Case Studies In Unusual Wounds
- Volume 24 - Issue 8 - August 2011
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Given the preponderance of wounds one sees in practice, podiatrists inevitably see wounds of an unusual shape or wounds that demonstrate a unique pattern of soft tissue trauma. Accordingly, this author discusses underlying factors with these abnormal presentations and offers a few challenging case studies involving unusual wounds.
The management of lower extremity ulcerations is a complex task. It is necessary that physicians involved in wound care and limb preservation address both the systemic and local factors that interact to generate significant comorbidity and mortality in this complex patient population.
Numerous authors have previously described the efficacy of an interdisciplinary team approach to specifically address the common factors that combine to lead to ulceration, wound infection and subsequent lower extremity amputation.1,2 Research has demonstrated that such interdisciplinary models are highly effective in reducing the incidence of non-traumatic amputations around the world.3
In the management of lower extremity ulcerations, clinicians involved in lower extremity wound care can appreciate a harmony of themes — wounds that present in similar ways and respond in a consistent fashion — and one can appreciate that these wound presentations are a consequence of complex interactions of various risk factors. These risk factors include neuropathy, vasculopathy, musculoskeletal deformity and trauma associated with repetitive stress across a wound site.4-6 To ensure progression through wound healing to wound closure, clinicians must address each of these factors.
Despite the commonality of wound presentation, one must remember that each patient is unique and consequently each wound can be similarly unique. Often, unusual wounds require a fresh approach and a new paradigm to effectively progress toward wound healing.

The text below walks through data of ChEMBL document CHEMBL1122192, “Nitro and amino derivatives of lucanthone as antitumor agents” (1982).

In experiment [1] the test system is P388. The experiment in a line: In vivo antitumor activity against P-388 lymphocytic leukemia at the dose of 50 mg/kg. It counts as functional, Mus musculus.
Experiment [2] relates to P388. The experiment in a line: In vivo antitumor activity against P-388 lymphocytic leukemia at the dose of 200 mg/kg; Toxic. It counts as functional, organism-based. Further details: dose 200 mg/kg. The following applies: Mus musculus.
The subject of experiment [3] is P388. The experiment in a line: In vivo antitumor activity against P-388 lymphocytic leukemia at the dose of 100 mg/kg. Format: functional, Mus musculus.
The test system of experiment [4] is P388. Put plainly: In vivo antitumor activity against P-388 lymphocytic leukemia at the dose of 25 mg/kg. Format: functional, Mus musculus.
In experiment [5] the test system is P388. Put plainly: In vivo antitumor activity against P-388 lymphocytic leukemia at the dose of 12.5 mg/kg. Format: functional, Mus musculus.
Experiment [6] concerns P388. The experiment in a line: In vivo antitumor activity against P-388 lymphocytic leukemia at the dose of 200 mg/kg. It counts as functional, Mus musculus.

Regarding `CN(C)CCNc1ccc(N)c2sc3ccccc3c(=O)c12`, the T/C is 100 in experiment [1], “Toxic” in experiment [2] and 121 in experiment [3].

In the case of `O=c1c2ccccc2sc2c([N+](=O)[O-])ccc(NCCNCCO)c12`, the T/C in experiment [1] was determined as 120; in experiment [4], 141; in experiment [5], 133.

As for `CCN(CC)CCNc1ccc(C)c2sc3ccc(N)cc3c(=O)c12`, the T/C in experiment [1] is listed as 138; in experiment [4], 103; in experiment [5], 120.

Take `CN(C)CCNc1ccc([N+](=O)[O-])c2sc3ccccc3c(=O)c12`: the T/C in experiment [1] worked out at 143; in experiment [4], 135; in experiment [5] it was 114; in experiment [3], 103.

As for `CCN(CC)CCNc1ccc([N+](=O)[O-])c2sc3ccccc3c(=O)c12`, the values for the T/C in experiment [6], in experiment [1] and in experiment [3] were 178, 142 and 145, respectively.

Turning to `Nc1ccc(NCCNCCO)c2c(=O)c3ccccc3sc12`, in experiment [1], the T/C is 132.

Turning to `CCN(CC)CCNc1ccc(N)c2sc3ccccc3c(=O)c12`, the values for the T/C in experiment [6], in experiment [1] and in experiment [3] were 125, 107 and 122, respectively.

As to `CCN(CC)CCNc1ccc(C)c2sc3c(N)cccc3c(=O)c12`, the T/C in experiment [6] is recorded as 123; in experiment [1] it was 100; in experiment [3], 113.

What You Should Know About The Chronic Wound Environment
Prior to any discussion regarding unusual wounds, it is valuable to discuss the central concepts associated with wound healing and those factors that contribute to wound chronicity. Sheehan and colleagues found that a wound that does not reduce in area (simple length x width) by at least 50 percent in four weeks has a greater than 90 percent likelihood of not healing at 12 weeks.7 Therefore, should a wound appear to be progressing too slowly, it is appropriate to alter the treatment algorithm as necessary in an effort to restart healing.5,8
In those instances in which delayed healing occurs, this delay is commonly secondary to multifactorial etiology and pathological variations in the wound environment. In addition to being populated largely by senescent cells, chronic wounds commonly demonstrate increased levels of inflammatory cells as well as imbalances in the endogenous proteases found in the wound bed. These enzymatic imbalances lead to persistent degradation of the provisional wound matrix components that are necessary for wound healing.
Among these proteases, matrix metalloproteases (MMPs) play an important role in damaging the extracellular matrix and the extracellular growth factors present in a chronic wound.9,10 These MMPs are synthesized by multiple cell types, including neutrophils, fibroblasts and macrophages, at the direction of chemical mediators such as inflammatory cytokines. In the acute wound environment, MMPs function to debride away denatured elements of the extracellular matrix, thus exposing areas of the intact functional matrix that are needed for wound healing.
This process is highly regulated and controlled via tissue inhibitors of metalloproteases (TIMPs). In chronic wounds, in addition to an excess number of MMPs, there is a failure in the regulation of protease activity between the MMPs and TIMPs, which can result in further degradation of the extracellular matrix.11,12 This is followed by the destruction of growth factors, inhibition of angiogenesis and breakdown of granulation tissue.